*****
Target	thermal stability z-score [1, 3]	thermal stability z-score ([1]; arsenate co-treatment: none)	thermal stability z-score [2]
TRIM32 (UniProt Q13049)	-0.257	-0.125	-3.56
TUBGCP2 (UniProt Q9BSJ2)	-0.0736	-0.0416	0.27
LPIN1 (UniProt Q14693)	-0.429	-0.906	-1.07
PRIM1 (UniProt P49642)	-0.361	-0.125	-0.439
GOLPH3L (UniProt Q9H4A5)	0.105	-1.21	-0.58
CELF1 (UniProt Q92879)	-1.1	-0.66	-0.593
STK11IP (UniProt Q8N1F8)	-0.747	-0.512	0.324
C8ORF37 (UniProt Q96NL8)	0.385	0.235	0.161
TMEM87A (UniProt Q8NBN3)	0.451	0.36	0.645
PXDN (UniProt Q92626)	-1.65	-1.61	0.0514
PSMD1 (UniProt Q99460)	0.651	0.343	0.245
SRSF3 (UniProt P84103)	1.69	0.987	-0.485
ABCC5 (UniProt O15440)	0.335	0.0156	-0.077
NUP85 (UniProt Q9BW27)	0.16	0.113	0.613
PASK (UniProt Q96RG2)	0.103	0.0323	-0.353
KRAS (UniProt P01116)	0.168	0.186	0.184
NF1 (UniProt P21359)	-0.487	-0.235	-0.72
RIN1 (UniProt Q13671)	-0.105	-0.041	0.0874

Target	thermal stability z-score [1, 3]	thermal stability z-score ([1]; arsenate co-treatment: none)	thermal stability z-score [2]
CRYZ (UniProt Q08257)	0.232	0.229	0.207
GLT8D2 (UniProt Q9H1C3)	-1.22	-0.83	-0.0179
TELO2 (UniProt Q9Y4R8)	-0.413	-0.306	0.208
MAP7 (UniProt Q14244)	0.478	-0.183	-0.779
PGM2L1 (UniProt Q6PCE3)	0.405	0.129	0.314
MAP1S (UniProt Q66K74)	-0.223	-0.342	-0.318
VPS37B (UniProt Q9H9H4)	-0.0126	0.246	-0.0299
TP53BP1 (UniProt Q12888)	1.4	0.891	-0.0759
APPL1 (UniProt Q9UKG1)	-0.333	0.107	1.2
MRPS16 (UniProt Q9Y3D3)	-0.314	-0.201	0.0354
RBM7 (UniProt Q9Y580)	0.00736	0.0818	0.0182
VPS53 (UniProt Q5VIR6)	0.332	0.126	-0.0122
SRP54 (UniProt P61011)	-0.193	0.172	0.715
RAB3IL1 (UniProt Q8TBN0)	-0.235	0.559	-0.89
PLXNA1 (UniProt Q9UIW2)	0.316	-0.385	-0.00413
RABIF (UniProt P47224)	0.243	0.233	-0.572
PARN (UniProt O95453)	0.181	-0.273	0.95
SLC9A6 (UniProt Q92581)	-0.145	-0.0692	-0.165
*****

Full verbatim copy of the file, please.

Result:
Target	thermal stability z-score [1, 3]	thermal stability z-score ([1]; arsenate co-treatment: none)	thermal stability z-score [2]
TRIM32 (UniProt Q13049)	-0.257	-0.125	-3.56
TUBGCP2 (UniProt Q9BSJ2)	-0.0736	-0.0416	0.27
LPIN1 (UniProt Q14693)	-0.429	-0.906	-1.07
PRIM1 (UniProt P49642)	-0.361	-0.125	-0.439
GOLPH3L (UniProt Q9H4A5)	0.105	-1.21	-0.58
CELF1 (UniProt Q92879)	-1.1	-0.66	-0.593
STK11IP (UniProt Q8N1F8)	-0.747	-0.512	0.324
C8ORF37 (UniProt Q96NL8)	0.385	0.235	0.161
TMEM87A (UniProt Q8NBN3)	0.451	0.36	0.645
PXDN (UniProt Q92626)	-1.65	-1.61	0.0514
PSMD1 (UniProt Q99460)	0.651	0.343	0.245
SRSF3 (UniProt P84103)	1.69	0.987	-0.485
ABCC5 (UniProt O15440)	0.335	0.0156	-0.077
NUP85 (UniProt Q9BW27)	0.16	0.113	0.613
PASK (UniProt Q96RG2)	0.103	0.0323	-0.353
KRAS (UniProt P01116)	0.168	0.186	0.184
NF1 (UniProt P21359)	-0.487	-0.235	-0.72
RIN1 (UniProt Q13671)	-0.105	-0.041	0.0874

Target	thermal stability z-score [1, 3]	thermal stability z-score ([1]; arsenate co-treatment: none)	thermal stability z-score [2]
CRYZ (UniProt Q08257)	0.232	0.229	0.207
GLT8D2 (UniProt Q9H1C3)	-1.22	-0.83	-0.0179
TELO2 (UniProt Q9Y4R8)	-0.413	-0.306	0.208
MAP7 (UniProt Q14244)	0.478	-0.183	-0.779
PGM2L1 (UniProt Q6PCE3)	0.405	0.129	0.314
MAP1S (UniProt Q66K74)	-0.223	-0.342	-0.318
VPS37B (UniProt Q9H9H4)	-0.0126	0.246	-0.0299
TP53BP1 (UniProt Q12888)	1.4	0.891	-0.0759
APPL1 (UniProt Q9UKG1)	-0.333	0.107	1.2
MRPS16 (UniProt Q9Y3D3)	-0.314	-0.201	0.0354
RBM7 (UniProt Q9Y580)	0.00736	0.0818	0.0182
VPS53 (UniProt Q5VIR6)	0.332	0.126	-0.0122
SRP54 (UniProt P61011)	-0.193	0.172	0.715
RAB3IL1 (UniProt Q8TBN0)	-0.235	0.559	-0.89
PLXNA1 (UniProt Q9UIW2)	0.316	-0.385	-0.00413
RABIF (UniProt P47224)	0.243	0.233	-0.572
PARN (UniProt O95453)	0.181	-0.273	0.95
SLC9A6 (UniProt Q92581)	-0.145	-0.0692	-0.165